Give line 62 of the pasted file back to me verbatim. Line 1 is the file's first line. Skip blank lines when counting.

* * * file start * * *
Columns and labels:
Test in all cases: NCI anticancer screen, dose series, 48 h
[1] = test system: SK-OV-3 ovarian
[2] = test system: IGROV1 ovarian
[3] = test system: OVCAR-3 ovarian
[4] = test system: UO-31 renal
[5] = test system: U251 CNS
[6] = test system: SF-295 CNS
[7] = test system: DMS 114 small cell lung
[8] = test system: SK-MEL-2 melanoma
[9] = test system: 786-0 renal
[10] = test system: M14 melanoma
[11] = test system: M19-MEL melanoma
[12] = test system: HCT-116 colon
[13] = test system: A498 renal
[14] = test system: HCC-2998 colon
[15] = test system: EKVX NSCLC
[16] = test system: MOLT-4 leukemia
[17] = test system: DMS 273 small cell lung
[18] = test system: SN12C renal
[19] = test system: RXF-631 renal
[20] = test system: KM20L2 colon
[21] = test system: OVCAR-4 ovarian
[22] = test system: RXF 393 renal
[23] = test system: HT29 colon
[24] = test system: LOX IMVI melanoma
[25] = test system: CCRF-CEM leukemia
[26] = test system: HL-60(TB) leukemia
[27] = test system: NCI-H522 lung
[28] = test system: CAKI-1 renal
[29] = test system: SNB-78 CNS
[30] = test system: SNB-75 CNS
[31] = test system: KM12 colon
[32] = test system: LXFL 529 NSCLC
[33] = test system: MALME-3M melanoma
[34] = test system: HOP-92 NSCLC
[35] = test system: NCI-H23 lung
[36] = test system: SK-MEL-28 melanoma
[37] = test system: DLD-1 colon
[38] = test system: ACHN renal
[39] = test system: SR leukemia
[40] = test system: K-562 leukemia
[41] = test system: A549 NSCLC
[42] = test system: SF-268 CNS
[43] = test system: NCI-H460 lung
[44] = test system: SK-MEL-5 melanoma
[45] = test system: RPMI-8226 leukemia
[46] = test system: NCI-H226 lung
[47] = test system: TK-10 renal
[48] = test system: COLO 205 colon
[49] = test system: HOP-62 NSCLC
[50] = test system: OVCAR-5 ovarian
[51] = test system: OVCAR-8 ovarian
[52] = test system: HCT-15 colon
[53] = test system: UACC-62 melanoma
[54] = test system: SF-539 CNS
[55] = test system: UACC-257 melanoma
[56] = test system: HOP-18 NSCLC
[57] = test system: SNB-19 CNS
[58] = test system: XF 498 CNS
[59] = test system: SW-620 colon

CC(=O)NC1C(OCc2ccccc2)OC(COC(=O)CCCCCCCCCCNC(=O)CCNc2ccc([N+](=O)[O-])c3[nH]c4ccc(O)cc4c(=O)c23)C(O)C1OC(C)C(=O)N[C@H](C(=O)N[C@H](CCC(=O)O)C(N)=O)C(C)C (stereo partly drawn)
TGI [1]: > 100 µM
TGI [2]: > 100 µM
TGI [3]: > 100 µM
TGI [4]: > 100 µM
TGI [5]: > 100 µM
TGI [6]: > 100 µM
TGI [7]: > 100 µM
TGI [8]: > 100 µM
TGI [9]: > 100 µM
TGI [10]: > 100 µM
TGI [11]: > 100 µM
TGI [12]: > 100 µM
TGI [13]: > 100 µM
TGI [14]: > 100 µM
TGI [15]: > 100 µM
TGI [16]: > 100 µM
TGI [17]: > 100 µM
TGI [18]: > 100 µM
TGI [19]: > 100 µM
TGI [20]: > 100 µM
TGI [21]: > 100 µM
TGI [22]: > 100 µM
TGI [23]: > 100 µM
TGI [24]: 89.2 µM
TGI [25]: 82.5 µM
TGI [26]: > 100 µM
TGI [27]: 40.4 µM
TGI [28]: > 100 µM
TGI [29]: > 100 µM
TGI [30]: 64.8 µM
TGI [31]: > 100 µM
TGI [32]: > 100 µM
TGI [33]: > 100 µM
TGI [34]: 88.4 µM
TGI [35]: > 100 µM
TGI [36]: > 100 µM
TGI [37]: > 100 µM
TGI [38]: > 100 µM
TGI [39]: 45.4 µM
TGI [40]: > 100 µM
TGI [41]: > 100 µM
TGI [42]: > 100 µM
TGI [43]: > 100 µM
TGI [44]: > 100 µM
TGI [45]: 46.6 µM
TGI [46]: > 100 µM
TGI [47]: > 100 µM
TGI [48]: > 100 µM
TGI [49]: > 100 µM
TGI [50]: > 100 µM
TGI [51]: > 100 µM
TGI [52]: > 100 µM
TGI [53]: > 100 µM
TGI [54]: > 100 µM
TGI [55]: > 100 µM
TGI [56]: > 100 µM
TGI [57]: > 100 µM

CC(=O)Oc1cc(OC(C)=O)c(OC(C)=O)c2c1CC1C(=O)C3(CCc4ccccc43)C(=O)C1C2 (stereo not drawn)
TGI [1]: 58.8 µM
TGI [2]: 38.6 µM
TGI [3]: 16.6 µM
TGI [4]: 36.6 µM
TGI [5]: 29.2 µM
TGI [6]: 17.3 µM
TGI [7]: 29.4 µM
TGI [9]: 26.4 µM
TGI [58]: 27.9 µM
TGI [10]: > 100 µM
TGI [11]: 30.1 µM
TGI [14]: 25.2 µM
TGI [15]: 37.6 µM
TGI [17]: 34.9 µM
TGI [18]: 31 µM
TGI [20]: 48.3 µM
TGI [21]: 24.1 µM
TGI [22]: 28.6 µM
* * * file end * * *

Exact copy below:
CC(=O)NC1C(OCc2ccccc2)OC(COC(=O)CCCCCCCCCCNC(=O)CCNc2ccc([N+](=O)[O-])c3[nH]c4ccc(O)cc4c(=O)c23)C(O)C1OC(C)C(=O)N[C@H](C(=O)N[C@H](CCC(=O)O)C(N)=O)C(C)C (stereo partly drawn)